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Left cheers; right questions Gov. Kasich's Medicaid plans
Kasich says he still doesn't like Obamacare, but Medicaid expansion now makes sense

Jo Ingles
Gov. John Kasich is joined by Budget Director Tim Keen and tax adviser Joe Testa in explaining his budget.
Courtesy of KAREN KASLER
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In The Region:

Gov. Kasich’s proposed two-year state budget would expand Ohio’s Medicaid system to hundreds of thousands more people. The Republican governor’s plan pleases many on the left, who’ve been pushing for the expansion. But it’s being met with criticism from some conservatives. Ohio Public Radio’s Jo Ingles reports.

INGLES: Kasich explains Medicaid expansion

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Gov. Kasich says make no mistake: By expanding Medicaid in the proposed two-year state budget, he’s not endorsing to President Obama’s Affordable Care Act.

“We are going to continue our insurance regulation in Ohio. We are not going to let the federal government take that over.  … We are also not endorsing an individual mandate.  And these (federal) insurance reforms have the potential to be devastating on the state.”

But Kasich says he has been working with the federal government to allow Ohio to have more flexibility over its Medicaid program.  And he thinks that’s what will happen in the end. So, he’s willing to expand Medicaid now.

Nearly 300,000 people
Kasich says by doing that, nearly 300,000 low income Ohioans will be eligible for Medicaid coverage.

His plan includes a new Medicaid co-payment when people make non-emergency trips to emergency rooms. That’s to discourage them from resorting to getting medical care in the most expensive setting.

“We don’t want 275,000 Ohioans getting their primary care in an emergency room. It is not sustainable, it doesn’t work, it is not humane and it costs everybody a lot of money.  And it’s more than just the cost of the visit.

'It's our money, bring it home'
He’s also looking forward to the heavy subsidy the feds will give the state to cut the costs of the expanded Medicaid coverage; “$13 billion of our own money back here to treat and solve Ohio’s problem.  It’s our money, let’s bring it home.”

Kasich says his plan would save the state $235 million in this two-year budget alone. And he says it would strengthen and expand local mental health and addiction services, freeing up $100 million in local community funds.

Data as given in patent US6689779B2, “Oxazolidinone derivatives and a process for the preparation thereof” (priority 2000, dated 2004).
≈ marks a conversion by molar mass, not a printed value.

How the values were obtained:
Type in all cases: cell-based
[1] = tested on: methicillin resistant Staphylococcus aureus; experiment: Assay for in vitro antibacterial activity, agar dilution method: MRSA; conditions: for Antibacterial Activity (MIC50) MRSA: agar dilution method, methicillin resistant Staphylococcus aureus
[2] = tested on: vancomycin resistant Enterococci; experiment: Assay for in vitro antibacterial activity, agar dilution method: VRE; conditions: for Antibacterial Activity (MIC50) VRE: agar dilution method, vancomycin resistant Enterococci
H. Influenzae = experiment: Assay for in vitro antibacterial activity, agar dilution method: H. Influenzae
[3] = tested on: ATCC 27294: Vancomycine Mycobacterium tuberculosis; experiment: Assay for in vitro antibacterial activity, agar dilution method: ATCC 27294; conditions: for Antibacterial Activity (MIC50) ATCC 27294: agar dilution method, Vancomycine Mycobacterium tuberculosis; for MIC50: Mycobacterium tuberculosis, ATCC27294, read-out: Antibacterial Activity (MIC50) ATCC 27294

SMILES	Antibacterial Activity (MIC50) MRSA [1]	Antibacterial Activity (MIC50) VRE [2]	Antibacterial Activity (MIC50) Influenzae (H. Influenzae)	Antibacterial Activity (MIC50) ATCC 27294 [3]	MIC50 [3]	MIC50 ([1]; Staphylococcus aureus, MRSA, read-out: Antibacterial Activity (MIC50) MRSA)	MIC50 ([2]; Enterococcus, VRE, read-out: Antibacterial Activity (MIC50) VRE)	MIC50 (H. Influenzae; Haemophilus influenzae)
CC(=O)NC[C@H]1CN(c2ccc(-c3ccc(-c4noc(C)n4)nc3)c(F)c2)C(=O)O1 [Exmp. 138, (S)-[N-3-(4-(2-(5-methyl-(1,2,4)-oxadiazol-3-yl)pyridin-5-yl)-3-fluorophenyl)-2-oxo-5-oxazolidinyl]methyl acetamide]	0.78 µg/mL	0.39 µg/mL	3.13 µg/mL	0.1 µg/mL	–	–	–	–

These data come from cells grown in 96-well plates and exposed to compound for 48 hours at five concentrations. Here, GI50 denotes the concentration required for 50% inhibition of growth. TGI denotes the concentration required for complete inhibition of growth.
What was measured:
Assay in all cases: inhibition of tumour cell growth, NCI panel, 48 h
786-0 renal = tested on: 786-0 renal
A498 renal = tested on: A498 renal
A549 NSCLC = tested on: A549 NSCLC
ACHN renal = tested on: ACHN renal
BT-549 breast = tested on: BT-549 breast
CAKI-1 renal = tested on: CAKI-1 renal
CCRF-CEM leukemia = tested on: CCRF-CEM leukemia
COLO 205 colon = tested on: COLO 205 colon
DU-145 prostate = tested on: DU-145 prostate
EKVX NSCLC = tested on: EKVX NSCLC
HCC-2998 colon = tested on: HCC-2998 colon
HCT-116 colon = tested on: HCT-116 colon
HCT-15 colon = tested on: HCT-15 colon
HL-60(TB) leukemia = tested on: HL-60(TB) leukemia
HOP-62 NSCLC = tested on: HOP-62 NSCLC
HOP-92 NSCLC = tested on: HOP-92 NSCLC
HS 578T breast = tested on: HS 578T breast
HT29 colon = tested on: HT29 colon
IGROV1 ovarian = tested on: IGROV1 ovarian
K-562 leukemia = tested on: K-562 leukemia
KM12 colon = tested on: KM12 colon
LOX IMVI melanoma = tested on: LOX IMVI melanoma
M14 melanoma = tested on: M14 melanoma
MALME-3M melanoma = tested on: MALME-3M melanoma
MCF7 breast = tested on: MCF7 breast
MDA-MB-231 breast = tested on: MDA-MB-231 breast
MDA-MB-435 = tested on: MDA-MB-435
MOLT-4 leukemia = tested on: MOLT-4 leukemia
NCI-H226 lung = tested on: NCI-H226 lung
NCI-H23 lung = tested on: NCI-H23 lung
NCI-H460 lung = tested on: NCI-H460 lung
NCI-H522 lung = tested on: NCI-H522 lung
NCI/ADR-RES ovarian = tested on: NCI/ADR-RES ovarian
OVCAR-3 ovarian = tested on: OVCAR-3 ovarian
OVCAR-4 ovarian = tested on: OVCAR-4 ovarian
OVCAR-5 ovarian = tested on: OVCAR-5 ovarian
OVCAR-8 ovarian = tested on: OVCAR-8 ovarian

Praise from usual foes
Kasich’s proposal would expand Medicaid to people making up to 138 percent of the federal poverty level. And that pleases Jane Taylor, the state director for Ohio AARP.

“This will be significant to help those who are 50 to 64. There … are those who’ve lost their jobs, (and tell us) how much they are struggling in trying to find health care, and those who have lower paying jobs (and) just don’t have health care,” she says. “But they’re still making too much money to qualify for Medicaid under the current rules.

Taylor maintains the expansion will lower costs across the entire health-care system

A 'but' from conservatives
But Robert Alt of the conservative think tank, the Buckeye Institute, disagrees. He says expanding Medicaid will lead to problems.

“There is too great of a risk in the long term,” he says. “Our other concern is that Medicaid provides a very poor standard of outcomes and we don’t think you should be driving more Ohioans into a failing program.

For his part, Gov. Kasich says he shares the concern about what will happen in the future to the Medicaid program.

But he says Ohio had a narrow window to sign on before the Medicaid rules change and fewer dollars are available to Ohio’s hospitals and health care providers  And Kasich is hopeful the federal government will provide Ohio with the flexibility the state needs to make the expansion possible.

“If the federal government pulls the rug from under us and does not work with us, it’s going to create chaos. … They are making a promise.  Live up to it.”

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